Chapter 11 is a powerful tool to help businesses and high income individuals restructure their debt. The ability to modify secured claims, reject burdensome leases and negotiate steep creditor discounts create unparalleled opportunities to give new life to struggling debtors. However, the right to reorganize is not absolute: debtors need to be able to prove that they can identify sufficient profits to make some meaningful distribution to their creditors. Most Chapter 11 cases fail, for one of the following reasons:
Losing Money. Turning distressed companies profitable is the primary goal of Chapter 11. The central reorganizing philosophy is that if a business has breathing room from creditors and can focus on its core business lines, it has the best chance to make more money than it spends. Once a company shows a track record of profitability in Chapter 11 it can propose a plan of reorganization detailing its proposed repayment of creditors.
Unfortunately, many companies never achieve profitability. Instead, high operating expenses, low margins and cash flow crises result in prolonged losses. Debtors need to report these losses in monthly operating reports filed with the Bankruptcy Court. Once these losses are spotted by a bank, a creditors committee or the Office of the United States Trustee (a division of the US Department of Justice charged with overseeing the entire bankruptcy system) the debtor should expect to soon face a motion to convert the Chapter 11 case to Chapter 7. If a debtor has significant assets, continuing losses will erode that asset base and reduce the recovery available to creditors if those assets need to be sold. Of course, a debtor’s management wants to remain in control with its assets intact; otherwise, the business must close. Therefore the debtor is more than willing to sustain losses in the hope that the business will turn itself around. However, keeping the doors of a business open while liabilities continue to mount means that the company is gambling with creditors’ money. Neither creditors nor the Court will permit a reorganization to go on for very long when business losses threaten to obliterate the debtor’s asset base.
Fraud or Mismanagement. Chapter 11 and the bankruptcy system as a whole are based largely on the honor system. A debtor sets out its assets, liabilities, and statement of financial affairs under penalty of perjury. The bankruptcy world tends to take most of these representations on faith because it would be prohibitively expensive to verify each and every financial statement a debtor makes in the bankruptcy case. In Chapter 11 specifically, debtor’s management remains in place once the bankruptcy case is filed. Management assumes the role of “debtor in possession” with all the powers of a trustee. As a fiduciary, the debtor’s management owes the highest duty of care and honesty to its creditors.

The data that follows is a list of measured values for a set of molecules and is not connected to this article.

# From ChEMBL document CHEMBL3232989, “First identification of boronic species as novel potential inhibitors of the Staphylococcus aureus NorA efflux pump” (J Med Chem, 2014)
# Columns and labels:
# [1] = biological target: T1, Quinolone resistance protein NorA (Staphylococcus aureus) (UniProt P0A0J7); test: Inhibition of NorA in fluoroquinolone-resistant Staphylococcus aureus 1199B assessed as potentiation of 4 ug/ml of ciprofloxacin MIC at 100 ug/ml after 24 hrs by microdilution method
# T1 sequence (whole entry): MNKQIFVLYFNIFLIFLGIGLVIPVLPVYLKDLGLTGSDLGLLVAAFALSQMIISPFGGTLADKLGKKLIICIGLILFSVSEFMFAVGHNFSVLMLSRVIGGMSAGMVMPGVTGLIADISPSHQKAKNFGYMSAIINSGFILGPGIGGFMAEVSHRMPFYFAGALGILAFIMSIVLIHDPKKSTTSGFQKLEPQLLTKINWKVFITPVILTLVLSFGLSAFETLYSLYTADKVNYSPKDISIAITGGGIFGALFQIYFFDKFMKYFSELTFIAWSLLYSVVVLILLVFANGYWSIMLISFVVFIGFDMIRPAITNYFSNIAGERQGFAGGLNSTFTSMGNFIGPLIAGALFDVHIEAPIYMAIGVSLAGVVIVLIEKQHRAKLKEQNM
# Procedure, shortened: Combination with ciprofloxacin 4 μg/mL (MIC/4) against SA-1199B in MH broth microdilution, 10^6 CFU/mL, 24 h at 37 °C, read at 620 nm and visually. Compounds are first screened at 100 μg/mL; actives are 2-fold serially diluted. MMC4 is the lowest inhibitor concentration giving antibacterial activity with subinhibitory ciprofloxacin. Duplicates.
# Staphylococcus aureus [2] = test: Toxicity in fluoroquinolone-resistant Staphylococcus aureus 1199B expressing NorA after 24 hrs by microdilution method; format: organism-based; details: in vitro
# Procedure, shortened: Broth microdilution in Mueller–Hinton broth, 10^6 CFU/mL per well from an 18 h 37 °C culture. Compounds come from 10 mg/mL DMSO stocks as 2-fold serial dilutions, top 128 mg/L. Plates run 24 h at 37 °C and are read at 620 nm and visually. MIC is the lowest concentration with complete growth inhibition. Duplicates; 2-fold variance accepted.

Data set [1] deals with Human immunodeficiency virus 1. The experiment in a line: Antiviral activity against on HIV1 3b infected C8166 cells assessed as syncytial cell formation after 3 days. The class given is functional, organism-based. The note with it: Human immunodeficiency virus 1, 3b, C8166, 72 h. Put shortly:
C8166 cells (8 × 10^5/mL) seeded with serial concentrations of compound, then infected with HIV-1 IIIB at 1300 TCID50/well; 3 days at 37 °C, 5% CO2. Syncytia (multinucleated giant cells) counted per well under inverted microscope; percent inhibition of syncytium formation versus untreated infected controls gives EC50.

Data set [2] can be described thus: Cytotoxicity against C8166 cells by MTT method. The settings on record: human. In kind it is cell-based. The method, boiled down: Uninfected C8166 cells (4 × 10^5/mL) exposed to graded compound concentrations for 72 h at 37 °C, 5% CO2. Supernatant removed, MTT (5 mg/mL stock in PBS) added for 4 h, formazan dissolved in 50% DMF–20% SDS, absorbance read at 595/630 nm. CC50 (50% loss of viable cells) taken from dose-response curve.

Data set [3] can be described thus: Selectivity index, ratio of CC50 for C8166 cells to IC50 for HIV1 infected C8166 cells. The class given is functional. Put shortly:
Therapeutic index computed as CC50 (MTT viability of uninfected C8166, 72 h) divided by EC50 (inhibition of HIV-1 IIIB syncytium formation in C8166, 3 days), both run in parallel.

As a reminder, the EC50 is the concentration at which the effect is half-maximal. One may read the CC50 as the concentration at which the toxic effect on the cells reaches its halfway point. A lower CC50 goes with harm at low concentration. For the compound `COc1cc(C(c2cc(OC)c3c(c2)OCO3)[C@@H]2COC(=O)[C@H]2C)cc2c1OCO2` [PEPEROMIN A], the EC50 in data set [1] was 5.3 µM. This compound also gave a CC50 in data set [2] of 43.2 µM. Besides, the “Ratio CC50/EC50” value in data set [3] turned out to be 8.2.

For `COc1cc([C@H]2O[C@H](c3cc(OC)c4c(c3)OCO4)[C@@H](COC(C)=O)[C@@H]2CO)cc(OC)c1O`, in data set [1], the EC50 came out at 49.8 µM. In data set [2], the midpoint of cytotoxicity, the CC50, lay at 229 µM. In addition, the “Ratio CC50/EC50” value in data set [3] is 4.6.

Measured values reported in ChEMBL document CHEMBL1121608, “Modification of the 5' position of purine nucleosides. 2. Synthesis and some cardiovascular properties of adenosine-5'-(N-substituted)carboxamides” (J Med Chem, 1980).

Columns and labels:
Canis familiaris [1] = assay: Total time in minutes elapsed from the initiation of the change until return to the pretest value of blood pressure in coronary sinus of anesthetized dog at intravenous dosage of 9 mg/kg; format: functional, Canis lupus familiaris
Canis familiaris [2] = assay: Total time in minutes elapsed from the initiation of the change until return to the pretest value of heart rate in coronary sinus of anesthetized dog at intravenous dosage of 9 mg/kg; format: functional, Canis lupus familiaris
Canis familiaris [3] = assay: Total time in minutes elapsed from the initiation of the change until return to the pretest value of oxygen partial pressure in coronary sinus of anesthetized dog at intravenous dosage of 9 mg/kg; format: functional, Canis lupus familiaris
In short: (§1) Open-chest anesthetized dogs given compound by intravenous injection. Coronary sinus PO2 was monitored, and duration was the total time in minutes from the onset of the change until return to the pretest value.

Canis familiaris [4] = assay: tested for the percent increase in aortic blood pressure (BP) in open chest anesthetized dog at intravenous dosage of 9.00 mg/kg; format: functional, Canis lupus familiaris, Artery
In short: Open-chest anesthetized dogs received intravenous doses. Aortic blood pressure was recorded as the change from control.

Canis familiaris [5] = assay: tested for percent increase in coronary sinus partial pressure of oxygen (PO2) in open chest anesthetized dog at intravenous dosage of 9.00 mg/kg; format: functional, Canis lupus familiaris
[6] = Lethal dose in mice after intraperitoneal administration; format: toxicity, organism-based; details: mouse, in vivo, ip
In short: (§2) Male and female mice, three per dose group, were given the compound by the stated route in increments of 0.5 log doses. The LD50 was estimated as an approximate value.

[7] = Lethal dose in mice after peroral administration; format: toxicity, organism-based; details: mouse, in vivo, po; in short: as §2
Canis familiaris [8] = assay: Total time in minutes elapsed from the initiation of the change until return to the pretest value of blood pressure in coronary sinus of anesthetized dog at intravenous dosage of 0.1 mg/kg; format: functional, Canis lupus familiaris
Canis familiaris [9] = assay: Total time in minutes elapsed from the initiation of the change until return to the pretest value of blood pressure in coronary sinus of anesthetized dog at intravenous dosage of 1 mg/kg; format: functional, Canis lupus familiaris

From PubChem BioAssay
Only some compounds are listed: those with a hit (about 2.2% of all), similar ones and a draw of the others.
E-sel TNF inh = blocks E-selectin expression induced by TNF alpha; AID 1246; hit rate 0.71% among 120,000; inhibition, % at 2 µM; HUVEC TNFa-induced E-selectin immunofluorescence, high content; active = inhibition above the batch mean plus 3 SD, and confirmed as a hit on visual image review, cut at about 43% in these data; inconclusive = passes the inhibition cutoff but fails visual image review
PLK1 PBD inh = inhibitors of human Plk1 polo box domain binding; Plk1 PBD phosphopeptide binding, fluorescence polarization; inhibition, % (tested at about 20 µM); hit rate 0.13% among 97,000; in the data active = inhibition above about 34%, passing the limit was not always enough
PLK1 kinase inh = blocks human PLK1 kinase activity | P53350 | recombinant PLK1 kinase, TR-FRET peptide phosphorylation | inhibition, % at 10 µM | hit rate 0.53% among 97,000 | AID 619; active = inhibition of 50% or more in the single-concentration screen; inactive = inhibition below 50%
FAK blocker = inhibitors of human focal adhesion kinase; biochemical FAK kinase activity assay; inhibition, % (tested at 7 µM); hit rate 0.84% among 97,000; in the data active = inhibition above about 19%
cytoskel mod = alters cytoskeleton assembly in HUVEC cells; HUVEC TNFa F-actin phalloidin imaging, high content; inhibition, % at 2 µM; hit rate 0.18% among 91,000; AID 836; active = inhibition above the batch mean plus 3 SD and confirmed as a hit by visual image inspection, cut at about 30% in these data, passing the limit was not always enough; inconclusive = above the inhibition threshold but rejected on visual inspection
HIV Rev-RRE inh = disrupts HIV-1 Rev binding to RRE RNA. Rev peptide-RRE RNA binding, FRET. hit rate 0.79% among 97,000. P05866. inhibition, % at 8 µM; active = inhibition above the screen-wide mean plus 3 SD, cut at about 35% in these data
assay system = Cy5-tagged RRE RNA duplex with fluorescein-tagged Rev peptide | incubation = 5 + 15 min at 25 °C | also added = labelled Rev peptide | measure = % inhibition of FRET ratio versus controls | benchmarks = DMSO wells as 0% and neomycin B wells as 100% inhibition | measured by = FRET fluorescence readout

At the same time, debtors face constant anxiety that their shaky finances will collapse and they will lose the protections from creditors. Moreover, debtors frequently want to retain as many assets as possible while paying as little as they can to creditors. This imbalance of goals and allegiances frequently cause debtors to compromise their integrity. However, once the trust is gone the debtor’s control over its assets will quickly follow. If a creditor can prove that the debtor has mislead creditors or the court a bankruptcy judge will not hesitate to convert the reorganization case to a Chapter 7 liquidation (although sometimes, if the debtor retains significant valuable assets, creditors will request that the debtor be liquidated under the supervision of a trustee in Chapter 11 instead of Chapter 7).
A Powerful Enemy. In Chapter 11, creditors have the right to vote to accept or reject their treatment under a plan of reorganization. Although the debtor may force some of its rejecting creditors to accept proposed treatment, frequently the configuration of creditors and claims will vest in a single large creditor the right to control whether a plan is approved by the bankruptcy court. Such a creditor may be a bank with a large unsecured deficiency claim or a litigation adversary who has (or is likely to get) a large judgment. If this powerful creditor is hostile to the debtor it may become impossible for the debtor to obtain approval of a Chapter 11 plan. In that event a bankruptcy judge will likely find that cause exists to convert the Chapter 11 case to Chapter 7.
For most businesses, conversion to Chapter 7 is a death sentence. A trustee will be appointed and will be looking to quickly liquidate the debtor’s assets for cash. The debtor’s management will lose control of the business. Sometimes, if the trustee believes that the officers have been dishonest he will sue the officers for recovery of compensation or for errors and omissions. In any event, conversion to Chapter 7 will generally signal the end of a debtor’s hopes to save the company.